Maybe passionate is the best word to describe President Theodore Roosevelt. He loved nature and supported conservation. However, he loved hunting. Of him, in the time leading up to the 1900 presidential election, Marcus Hannah called him a madman saying, “Don’t any of you realize that there’s only one life between that madman and the Presidency? ”

Roosevelt was the first president to be awarded the Nobel Peace Prize, yet he was itching for the Spanish-American War to come about.

Finally, it could be said that Roosevelt broke the republican party that he had worked so hard lead. In 1912, Roosevelt ran for president again as a third-party candidate. This split the Republican vote and helped Wilson to the White House.

Like all of the big figures, he was a man of contradictions.


The cake:

Because of his role in the Spanish American war which was fought over the fate of cuba, I thought I would play with rum in this cupcake. The frosting is coconut rum buttercream. The cupcake is mint and vanilla. Finally, the filling is blueberry whipped cream. This is a reference to the union blue. Many historians believe that his eagerness to participate in the Spanish American war came from the fact that his father did not participate in the Civil War, instead hiring a replacement. The blue sugar also refers to the union blue. The sugar pearls represent that pair of pearl-handled dueling pistols that he had bought.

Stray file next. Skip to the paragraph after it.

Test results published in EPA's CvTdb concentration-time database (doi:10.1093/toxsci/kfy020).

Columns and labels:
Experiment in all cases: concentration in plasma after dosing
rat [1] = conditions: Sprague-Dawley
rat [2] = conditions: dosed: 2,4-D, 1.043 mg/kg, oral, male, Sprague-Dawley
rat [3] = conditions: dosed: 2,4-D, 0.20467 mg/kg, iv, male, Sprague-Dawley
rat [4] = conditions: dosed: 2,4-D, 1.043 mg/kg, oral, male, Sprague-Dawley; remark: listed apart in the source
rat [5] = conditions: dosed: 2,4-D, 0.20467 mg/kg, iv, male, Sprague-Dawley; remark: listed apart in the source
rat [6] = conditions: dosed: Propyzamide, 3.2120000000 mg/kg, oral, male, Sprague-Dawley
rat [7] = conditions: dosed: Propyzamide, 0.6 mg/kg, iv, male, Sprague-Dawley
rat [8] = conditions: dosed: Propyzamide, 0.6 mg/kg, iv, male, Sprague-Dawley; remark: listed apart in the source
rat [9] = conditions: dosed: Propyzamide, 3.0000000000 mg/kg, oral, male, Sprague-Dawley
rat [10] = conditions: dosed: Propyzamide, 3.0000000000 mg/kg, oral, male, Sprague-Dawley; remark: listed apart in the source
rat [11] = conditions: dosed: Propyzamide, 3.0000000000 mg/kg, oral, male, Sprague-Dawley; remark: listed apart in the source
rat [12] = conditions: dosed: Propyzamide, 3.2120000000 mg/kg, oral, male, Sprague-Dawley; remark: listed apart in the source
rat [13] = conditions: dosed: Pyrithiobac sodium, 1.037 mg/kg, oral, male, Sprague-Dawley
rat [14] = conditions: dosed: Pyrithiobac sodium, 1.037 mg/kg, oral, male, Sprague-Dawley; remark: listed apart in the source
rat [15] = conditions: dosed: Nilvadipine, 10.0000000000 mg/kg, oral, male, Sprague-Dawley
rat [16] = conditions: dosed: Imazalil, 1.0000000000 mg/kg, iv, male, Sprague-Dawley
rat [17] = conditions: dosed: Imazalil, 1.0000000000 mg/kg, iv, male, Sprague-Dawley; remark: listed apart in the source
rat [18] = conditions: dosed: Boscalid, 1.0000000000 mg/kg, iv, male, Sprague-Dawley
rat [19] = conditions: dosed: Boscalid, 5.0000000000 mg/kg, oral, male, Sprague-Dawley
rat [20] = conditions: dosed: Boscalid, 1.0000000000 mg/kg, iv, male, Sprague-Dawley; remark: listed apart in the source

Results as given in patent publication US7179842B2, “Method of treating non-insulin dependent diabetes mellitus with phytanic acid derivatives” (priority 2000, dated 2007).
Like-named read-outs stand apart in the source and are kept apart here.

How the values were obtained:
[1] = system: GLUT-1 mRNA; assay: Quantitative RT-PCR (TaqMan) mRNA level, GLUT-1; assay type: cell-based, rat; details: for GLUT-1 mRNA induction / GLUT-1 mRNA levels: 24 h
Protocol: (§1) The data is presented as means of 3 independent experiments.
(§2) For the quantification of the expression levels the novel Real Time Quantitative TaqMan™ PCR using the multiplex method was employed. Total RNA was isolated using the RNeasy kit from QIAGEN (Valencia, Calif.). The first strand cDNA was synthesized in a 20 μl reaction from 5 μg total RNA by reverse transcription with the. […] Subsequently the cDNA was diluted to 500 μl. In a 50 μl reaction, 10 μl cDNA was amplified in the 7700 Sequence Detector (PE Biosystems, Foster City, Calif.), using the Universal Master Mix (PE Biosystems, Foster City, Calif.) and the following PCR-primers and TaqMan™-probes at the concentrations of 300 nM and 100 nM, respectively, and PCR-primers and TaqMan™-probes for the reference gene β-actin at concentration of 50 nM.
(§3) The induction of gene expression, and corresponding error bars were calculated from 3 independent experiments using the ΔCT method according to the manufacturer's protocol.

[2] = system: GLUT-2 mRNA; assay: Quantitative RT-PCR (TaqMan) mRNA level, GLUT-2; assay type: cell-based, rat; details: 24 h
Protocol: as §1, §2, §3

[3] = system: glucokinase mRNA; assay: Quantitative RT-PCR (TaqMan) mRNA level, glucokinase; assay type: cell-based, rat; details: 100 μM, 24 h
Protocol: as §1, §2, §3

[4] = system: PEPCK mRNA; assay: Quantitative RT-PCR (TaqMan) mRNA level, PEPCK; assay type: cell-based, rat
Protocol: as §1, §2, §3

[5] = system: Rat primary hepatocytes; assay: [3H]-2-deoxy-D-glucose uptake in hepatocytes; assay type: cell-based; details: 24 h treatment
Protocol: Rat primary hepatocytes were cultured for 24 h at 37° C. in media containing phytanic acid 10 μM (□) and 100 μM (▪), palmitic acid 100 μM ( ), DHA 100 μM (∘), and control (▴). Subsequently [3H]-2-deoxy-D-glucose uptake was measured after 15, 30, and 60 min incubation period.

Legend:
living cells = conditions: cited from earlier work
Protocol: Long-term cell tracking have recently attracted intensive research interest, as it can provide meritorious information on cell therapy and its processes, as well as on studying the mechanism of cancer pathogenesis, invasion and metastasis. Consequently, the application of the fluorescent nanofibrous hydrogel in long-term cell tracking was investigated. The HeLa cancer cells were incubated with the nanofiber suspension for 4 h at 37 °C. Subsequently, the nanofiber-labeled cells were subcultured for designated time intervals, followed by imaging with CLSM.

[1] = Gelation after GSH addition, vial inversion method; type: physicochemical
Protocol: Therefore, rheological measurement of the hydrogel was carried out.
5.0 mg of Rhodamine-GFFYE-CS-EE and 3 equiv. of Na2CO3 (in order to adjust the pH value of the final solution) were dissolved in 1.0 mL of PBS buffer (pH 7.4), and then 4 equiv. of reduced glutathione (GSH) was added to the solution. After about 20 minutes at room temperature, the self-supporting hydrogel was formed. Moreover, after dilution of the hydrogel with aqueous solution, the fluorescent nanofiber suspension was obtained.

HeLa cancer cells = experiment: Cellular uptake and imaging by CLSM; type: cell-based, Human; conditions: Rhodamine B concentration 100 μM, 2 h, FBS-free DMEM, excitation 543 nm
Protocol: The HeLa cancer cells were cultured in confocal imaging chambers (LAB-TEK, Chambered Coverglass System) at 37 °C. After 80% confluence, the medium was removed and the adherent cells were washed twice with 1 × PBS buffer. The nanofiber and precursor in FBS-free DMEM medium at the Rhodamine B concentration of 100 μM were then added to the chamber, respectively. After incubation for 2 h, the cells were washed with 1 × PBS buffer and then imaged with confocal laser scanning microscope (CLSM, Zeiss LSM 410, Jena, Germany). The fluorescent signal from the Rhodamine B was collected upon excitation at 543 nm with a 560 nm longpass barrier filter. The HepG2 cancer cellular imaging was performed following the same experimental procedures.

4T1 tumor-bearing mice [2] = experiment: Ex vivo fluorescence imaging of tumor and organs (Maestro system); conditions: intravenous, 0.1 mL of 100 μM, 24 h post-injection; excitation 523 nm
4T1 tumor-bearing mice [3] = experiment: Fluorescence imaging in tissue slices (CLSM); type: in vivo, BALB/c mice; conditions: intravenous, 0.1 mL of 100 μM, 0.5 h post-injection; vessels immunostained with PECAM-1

I wasn’t sure that this flavor combination was going to work,but it did. Despite having  a lot going on, it came together. This is totally in line with the Theodore Roosevelt theme.


The Annexation

December 18, 2013 in Cakes


President William McKinley is one of those presidents who stands out in a history class not because of who he was, but because his presidency marked one of those pivotal eras in American history. When you get to the McKinley unit, you’re likely to hear about how his administration set the stage for the United States to become a force in the Pacific. You might read that McKinley was the president that put the United States on the path to world power. Alongside these ideas, you’ll hear about the Spanish American War, and the annexation of Hawaii. McKinley is the part of the presidential line-up where you start to recognize their names again: McKinley, Roosevelt, Taft, Wilson….

1901 should have been a good year for President McKinley. He had just begun his second term in the White House as the first incumbent to be elected to a second term since the Civil War darling, President Grant.  Instead, 1901 was the year that killed President McKinley. At the Pan-American Exposition, a world’s fair held in New York, Leon Czolgosz shot him at close range. While the Secret Service had begun informal part-time protection of President Cleveland a few years before, McKinley’s assassination is the event that led to the congressional request that the president be protected on a full-time basis.